Renishaw and British Cycling renew partnership
By David Wood | 28th February 2023
After their work to develop a highly successful track bike for the Tokyo Olympics, global engineering technologies company Renishaw and the Great Britain Cycling Team have extended their partnership.
As an official supplier to the team, Gloucestershire-based Renishaw will use its expertise in additive manufacturing (AM) to create lightweight, complex parts for an upgraded track bike design, which aims to reduce drag and improve overall speeds for the 2024 Paris Olympics.
In 2019, British Cycling, the national governing body for cycling in Great Britain, invited Renishaw to join the Olympic bike development team.
Renishaw's expertise in metal 3D printing and advanced engineering was seen as vital to enable the production of lighter, more complex components than traditional manufacturing methods, allowing the team to increase the bike's speed.
For the Tokyo bike, Renishaw used its in-house expertise to rapidly produce plastic and metal prototype parts to undertake aerodynamic testing of the new design and ensure that parts were light, geometrically correct and strong enough to endure the strain from riders.
Once it confirmed the parts were viable, the company then used its RenAM 500Q AM systems to manufacture aluminium and titanium parts, including handlebars, for the competition bikes, with parts customised for individual athletes.
Looking ahead to the Paris Olympics, the goal is to increase the bike's speed through an enhanced design that will further improve the Great Britain Cycling Team's performance and its chances of success, following the seven medals achieved at the Tokyo Olympics.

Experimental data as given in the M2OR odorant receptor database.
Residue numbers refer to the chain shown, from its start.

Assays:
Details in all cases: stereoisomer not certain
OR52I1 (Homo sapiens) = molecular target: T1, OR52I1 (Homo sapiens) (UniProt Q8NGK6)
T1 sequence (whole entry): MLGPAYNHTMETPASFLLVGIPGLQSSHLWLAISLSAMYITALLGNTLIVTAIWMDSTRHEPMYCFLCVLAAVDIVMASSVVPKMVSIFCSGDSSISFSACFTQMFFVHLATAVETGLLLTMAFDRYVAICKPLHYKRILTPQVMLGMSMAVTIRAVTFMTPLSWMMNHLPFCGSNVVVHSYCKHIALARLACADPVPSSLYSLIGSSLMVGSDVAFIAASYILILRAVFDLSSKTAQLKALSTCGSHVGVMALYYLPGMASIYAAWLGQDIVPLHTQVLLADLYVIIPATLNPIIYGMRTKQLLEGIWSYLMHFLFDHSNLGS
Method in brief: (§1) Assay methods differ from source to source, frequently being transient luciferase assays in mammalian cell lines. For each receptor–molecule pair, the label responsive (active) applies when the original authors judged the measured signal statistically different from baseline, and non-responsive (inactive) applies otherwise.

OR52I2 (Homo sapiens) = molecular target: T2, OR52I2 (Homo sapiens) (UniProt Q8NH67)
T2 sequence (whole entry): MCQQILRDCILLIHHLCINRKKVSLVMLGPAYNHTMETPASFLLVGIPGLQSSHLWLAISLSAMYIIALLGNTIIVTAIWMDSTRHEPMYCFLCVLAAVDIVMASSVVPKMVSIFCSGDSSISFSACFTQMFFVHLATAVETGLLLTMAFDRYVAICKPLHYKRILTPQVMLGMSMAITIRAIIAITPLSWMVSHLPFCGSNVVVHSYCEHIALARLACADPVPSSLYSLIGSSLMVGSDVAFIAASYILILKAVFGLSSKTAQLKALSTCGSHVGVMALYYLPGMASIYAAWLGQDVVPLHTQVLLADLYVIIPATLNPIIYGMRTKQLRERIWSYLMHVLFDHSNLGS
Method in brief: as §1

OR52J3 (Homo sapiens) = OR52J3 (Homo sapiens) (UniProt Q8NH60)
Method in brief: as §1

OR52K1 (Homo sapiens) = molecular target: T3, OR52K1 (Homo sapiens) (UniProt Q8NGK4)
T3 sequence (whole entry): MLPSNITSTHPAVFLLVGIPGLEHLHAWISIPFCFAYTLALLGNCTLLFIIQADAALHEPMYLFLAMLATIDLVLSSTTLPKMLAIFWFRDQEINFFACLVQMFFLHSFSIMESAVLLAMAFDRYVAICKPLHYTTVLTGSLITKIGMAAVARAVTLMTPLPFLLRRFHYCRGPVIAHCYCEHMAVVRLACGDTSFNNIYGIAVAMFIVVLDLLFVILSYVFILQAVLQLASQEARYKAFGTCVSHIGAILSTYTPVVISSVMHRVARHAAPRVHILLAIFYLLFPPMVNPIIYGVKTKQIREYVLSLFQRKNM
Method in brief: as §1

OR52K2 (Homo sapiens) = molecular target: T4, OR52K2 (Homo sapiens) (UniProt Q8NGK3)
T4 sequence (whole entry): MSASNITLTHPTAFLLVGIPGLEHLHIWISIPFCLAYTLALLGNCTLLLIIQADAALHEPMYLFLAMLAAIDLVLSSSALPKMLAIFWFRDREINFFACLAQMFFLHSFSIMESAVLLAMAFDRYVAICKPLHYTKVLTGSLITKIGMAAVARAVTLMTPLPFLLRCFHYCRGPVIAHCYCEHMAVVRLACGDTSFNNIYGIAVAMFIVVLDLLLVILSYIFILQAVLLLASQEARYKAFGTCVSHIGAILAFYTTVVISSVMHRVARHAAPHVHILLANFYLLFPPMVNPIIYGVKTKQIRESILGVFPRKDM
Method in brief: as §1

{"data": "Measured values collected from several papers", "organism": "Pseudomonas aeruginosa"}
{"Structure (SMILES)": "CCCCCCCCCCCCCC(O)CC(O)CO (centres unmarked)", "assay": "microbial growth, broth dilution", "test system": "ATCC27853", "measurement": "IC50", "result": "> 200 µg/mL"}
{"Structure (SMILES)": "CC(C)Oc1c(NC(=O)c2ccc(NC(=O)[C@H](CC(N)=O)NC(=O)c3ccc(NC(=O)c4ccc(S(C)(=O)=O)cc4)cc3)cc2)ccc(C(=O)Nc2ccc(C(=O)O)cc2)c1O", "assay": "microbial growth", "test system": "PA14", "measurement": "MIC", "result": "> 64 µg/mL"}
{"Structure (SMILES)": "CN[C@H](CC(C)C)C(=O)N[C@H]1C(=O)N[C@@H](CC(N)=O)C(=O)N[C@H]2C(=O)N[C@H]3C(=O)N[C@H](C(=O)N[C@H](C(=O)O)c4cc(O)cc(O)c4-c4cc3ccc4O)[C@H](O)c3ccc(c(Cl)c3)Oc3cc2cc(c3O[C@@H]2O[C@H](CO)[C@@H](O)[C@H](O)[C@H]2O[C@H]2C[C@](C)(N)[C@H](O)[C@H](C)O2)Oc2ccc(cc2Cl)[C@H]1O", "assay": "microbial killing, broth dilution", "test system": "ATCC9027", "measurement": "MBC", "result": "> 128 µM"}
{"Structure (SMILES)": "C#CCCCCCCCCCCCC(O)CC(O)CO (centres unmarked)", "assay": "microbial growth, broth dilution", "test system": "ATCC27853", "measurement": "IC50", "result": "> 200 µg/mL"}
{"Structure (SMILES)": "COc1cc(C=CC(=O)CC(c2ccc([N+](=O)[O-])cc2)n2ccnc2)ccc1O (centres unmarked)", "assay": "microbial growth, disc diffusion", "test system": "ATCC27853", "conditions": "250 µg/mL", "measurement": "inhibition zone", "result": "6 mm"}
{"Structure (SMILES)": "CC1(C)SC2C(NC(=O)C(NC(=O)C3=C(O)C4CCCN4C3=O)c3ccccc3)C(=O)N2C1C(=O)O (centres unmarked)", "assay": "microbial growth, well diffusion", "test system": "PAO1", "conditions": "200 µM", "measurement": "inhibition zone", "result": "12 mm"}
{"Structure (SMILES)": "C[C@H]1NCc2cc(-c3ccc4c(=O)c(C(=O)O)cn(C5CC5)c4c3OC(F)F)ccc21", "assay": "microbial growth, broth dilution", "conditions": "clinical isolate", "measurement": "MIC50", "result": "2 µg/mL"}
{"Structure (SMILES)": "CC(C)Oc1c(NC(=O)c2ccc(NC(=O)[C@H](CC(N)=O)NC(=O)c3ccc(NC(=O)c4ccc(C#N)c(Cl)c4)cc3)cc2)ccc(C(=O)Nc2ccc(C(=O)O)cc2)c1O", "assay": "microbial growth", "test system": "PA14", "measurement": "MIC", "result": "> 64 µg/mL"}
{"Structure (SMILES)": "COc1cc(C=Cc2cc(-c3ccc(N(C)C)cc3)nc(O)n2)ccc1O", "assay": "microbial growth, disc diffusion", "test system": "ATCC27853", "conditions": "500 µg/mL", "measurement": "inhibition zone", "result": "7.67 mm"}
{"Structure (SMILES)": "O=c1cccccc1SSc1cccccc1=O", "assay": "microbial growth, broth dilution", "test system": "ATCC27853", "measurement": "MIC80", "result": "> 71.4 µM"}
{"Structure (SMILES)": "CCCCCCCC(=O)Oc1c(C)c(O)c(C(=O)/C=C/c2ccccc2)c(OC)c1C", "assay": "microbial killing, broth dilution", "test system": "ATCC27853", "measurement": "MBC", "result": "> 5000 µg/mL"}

Ben Collins, senior applications engineer for Renishaw's additive manufacturing group, said: "We're really excited to be working once again with the British Cycling team after the success in Tokyo. Creating a bike light enough for Olympic competition that also stayed within the Union Cycliste Internationale guidelines was a challenge, but it also gave us the chance to showcase how beneficial additive manufacturing can be across all industries.
"It was great to see how well the bike performed at the Tokyo Olympics, where the team won three gold medals, three silver and one bronze. It was a huge triumph for both the team and us. Now that we've renewed the partnership, it will be really exciting to see how we can help improve the bike's performance for the Paris Olympics."
In 2020, the Hope-Lotus track bikes helped to make British Olympic history in Tokyo. Laura Kenny became the most successful British female Olympian of all time after winning a gold medal in the madison with Katie Archibald, and silver medal in the women's team pursuit. Jason Kenny also became Britain's most successful male Olympian, winning gold in the men's keirin and silver in the men's team sprint.
Stephen Park, performance director for British Cycling, said: "We have a fantastic relationship with the team at Renishaw. They've been integral in helping create what we believe is the fastest track cycling bike in the world and one which we are now refining towards Paris.
"The partnership allows us to create world leading parts that allow us to optimise our bike for each individual rider, which is unlike anything we've been able to do in the past. The key benefits of working with Renishaw is the experience of the engineers, designers and all the employees, along with the incredible technology in terms of manufacturing capability."
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